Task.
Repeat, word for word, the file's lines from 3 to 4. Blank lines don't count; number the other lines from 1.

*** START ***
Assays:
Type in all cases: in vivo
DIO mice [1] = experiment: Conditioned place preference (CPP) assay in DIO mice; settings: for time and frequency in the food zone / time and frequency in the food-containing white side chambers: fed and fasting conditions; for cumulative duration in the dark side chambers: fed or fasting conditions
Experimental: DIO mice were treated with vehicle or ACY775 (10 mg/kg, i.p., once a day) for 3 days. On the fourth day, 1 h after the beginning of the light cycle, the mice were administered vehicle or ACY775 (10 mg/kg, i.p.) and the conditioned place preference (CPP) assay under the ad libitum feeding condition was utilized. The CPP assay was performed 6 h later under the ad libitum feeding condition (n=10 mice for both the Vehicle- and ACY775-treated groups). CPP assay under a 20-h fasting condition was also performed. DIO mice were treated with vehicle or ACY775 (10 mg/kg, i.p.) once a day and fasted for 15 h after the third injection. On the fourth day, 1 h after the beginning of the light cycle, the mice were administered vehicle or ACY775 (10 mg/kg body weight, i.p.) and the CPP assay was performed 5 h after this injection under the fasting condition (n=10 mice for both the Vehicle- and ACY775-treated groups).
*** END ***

DIO mice [1] = experiment: Conditioned place preference (CPP) assay in DIO mice; settings: for time and frequency in the food zone / time and frequency in the food-containing white side chambers: fed and fasting conditions; for cumulative duration in the dark side chambers: fed or fasting conditions
Experimental: DIO mice were treated with vehicle or ACY775 (10 mg/kg, i.p., once a day) for 3 days. On the fourth day, 1 h after the beginning of the light cycle, the mice were administered vehicle or ACY775 (10 mg/kg, i.p.) and the conditioned place preference (CPP) assay under the ad libitum feeding condition was utilized. The CPP assay was performed 6 h later under the ad libitum feeding condition (n=10 mice for both the Vehicle- and ACY775-treated groups). CPP assay under a 20-h fasting condition was also performed. DIO mice were treated with vehicle or ACY775 (10 mg/kg, i.p.) once a day and fasted for 15 h after the third injection. On the fourth day, 1 h after the beginning of the light cycle, the mice were administered vehicle or ACY775 (10 mg/kg body weight, i.p.) and the CPP assay was performed 5 h after this injection under the fasting condition (n=10 mice for both the Vehicle- and ACY775-treated groups).